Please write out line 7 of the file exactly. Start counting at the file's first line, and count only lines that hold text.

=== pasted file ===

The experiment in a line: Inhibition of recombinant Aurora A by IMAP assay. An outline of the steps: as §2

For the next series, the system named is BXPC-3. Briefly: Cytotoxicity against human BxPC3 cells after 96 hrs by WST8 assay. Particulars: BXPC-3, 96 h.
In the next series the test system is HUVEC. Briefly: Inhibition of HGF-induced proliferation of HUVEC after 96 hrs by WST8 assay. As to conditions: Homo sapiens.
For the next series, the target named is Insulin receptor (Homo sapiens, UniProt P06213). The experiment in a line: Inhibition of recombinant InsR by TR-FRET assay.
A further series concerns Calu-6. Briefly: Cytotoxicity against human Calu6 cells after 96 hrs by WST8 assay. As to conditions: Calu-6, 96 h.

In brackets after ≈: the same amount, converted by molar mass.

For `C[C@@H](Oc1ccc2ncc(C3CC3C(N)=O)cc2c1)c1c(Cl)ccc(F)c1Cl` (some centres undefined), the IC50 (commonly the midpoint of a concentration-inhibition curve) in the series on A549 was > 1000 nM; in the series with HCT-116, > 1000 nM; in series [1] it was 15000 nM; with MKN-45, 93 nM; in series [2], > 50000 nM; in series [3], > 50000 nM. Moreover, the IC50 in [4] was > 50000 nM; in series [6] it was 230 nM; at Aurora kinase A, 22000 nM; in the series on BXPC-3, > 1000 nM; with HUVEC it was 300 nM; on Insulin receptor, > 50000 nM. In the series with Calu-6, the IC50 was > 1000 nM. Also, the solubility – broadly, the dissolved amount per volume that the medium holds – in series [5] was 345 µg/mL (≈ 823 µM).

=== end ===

For `C[C@@H](Oc1ccc2ncc(C3CC3C(N)=O)cc2c1)c1c(Cl)ccc(F)c1Cl` (some centres undefined), the IC50 (commonly the midpoint of a concentration-inhibition curve) in the series on A549 was > 1000 nM; in the series with HCT-116, > 1000 nM; in series [1] it was 15000 nM; with MKN-45, 93 nM; in series [2], > 50000 nM; in series [3], > 50000 nM. Moreover, the IC50 in [4] was > 50000 nM; in series [6] it was 230 nM; at Aurora kinase A, 22000 nM; in the series on BXPC-3, > 1000 nM; with HUVEC it was 300 nM; on Insulin receptor, > 50000 nM. In the series with Calu-6, the IC50 was > 1000 nM. Also, the solubility – broadly, the dissolved amount per volume that the medium holds – in series [5] was 345 µg/mL (≈ 823 µM).